They want the two big parties to abstain for a Dáil vote on Taoiseach and “get out of the way”.

TD Richard Boyd Barrett said the minority left wing government, involving them, would then implement change, including reversing the pension age to 65 and freezing rents and increasing the minimum wage.

The TDs said they and the left-wing administration involving Sinn Féin would then “defy” either of the two big parties to bring that coalition down and trigger a fresh general election.

From top: Social Democrats co-leaders Roisin Shortall and Catherine Murphy; Solidarity/People Before Profit/Rise’s Paul Murphy, Richard Boyd Barrett and Mick Barry; Sinn Féin’s Eoin O Broin, Pearse Doherty and Louise O’Reilly.

Healy-Raes Ask How Sinn Fein’s Promises Will Be Funded (irish Examiner)

Earlier: Room For Small Ones



Too soon?

How long will this useless government last?

‘sheet political analyst Shane Heneghan writes:

Fianna Fáil have put themselves on a tight rope trying to balance leadership of the opposition and prop up the government on issues of confidence and supply. The incentive for them to pull the plug in the event of them performing well in a few stray polls may prove unbearable.

Fine Gael may not be in too different a position to them and may feel the lure of another election in time if this arrangement starts to feel more and more like a hostage situation.

Unless, of course, Stockholm syndrome takes over and given how close the pair of them are ideologically that idea is not to be ruled out.

Sinn Féin probably stand to benefit the most from the situation as they can easily portray this deal as a cosy elite consensus that offers no real leadership. Only Gerry Adams’ twitter account stands between them and more gains.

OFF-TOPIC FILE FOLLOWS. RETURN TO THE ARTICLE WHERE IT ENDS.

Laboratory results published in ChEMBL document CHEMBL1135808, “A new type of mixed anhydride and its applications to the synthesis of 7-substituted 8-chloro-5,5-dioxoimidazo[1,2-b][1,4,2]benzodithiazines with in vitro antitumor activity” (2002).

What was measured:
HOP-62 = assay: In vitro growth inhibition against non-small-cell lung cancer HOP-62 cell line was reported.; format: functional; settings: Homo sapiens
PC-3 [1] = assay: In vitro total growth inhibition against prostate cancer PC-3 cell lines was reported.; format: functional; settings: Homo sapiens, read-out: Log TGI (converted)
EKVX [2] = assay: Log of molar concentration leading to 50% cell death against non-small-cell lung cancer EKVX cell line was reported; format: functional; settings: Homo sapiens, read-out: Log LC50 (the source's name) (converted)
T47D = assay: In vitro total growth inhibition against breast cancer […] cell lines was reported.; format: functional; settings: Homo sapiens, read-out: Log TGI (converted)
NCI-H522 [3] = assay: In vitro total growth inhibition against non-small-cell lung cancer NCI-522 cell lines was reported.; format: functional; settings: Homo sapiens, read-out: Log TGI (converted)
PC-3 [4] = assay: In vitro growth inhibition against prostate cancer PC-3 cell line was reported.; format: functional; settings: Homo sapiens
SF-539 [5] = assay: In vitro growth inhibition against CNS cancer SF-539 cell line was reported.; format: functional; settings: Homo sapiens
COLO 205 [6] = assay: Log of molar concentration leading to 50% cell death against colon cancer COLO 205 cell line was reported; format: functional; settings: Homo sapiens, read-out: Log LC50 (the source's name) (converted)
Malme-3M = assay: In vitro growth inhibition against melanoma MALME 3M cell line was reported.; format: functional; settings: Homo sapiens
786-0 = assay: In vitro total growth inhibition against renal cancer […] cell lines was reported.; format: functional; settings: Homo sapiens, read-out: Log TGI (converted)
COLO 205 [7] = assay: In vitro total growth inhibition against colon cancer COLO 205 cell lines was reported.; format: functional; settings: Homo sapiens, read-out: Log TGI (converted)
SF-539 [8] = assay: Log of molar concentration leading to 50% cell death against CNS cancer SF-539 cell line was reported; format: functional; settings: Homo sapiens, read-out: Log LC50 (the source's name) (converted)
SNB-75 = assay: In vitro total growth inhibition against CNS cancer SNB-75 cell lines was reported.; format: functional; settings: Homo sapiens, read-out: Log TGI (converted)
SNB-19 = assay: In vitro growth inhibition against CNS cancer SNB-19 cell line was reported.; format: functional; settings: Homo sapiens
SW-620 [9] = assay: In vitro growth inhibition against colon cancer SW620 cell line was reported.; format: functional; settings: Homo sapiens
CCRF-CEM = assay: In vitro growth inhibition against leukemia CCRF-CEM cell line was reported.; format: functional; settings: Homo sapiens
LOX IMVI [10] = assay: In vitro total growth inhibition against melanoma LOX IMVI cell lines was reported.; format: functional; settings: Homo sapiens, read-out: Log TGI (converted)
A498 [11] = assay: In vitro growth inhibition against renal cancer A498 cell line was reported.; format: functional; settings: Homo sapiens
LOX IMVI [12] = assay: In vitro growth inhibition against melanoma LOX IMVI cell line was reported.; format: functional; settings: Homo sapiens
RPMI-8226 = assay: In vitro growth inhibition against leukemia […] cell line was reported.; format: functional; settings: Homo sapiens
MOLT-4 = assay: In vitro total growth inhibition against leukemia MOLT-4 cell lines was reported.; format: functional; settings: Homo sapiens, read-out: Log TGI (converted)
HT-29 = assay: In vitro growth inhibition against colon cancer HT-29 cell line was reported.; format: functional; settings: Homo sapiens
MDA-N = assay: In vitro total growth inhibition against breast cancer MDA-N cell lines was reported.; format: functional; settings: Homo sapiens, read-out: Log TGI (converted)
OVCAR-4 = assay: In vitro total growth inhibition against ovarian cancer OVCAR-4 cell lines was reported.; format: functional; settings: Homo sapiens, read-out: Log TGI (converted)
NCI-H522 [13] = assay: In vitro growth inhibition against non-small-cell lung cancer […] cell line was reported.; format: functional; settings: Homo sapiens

Unless, of course Labour make a decent crack at recovery. It was interesting to see them vote against Kenny’s final nomination and it will be fascinating to see if any of their grievances from the last government are exposed or leaked in the coming weeks and months.

One of the issues Labour campaigned on was a referendum to repeal the 8th amendment. If they are wise and if they can, they should table a vote on the matter in the Dáil.

It won’t pass, of course, but it will be interesting for voters to see where certain members stand on the issue- particularly Sinn Féin who have been remarkably ambiguous on the matter.

With the appointment of Katherine Zapponne there are now two openly LGBT senior members of cabinet out of 15 – that’s 13% – a European/International record perhaps?

This is, of course, another small victory in terms of visibility and representation. But perhaps what’s more progressive still is that no one even bats an eye lid at this – it’s simply not an issue any more.

Shane Heneghan is a Brussels-based psepholig sepho  psiv  poltical scientist person.

Related: The 32nd Dáil: A Look Ahead



This afternoon.

Mattie McGrath TD (centre) with replenished members of the Independent Rural Alliance outside Government Buildings.

Vote On Taoiseach To Take Place Friday (Irish Times)




Frances Fitzgerald outside government buildings with three pre-2008 construction workers about to feast on breakfast rolls.

Oh we’re back.

Sam Boal/Rollingnews


Fianna Fáil leader Michael Martin (right)and Fine Gael leader, and acting Taoiseach, Enda Kenny

Pat Leahy, in the Irish Times this morning, reports:

Meetings to discuss a possible new government will continue today as Fine Gael and Fianna Fáil intensify their efforts to woo Independent TDs in advance of Wednesday’s vote for taoiseach.

Fianna Fáil will hold an all-day meeting with the group of five rural Independents. Tomorrow it will meet the six members of the Independent Alliance.

Front bench Fianna Fáil TD Jim O’Callaghan dismissed reports that the party’s mood towards coalition with Fine Gael was softening.

And party sources said the Leitrim Fianna Fáil organisation last week voted 50 votes to none against coalition with Fine Gael in an example of grassroots feeling, which is strongly against any such deal.

Meanwhile, earlier…

And yesterday…


Leo Varadkar tweeted:

My posters cleaned, counted, stored and ready to be deployed.

FF denies mood softening towards FG coalition (Pat Leahy, Irish Times)

Related: Does anyone still take them seriously? (Gene Kerrigan, Sunday Independent)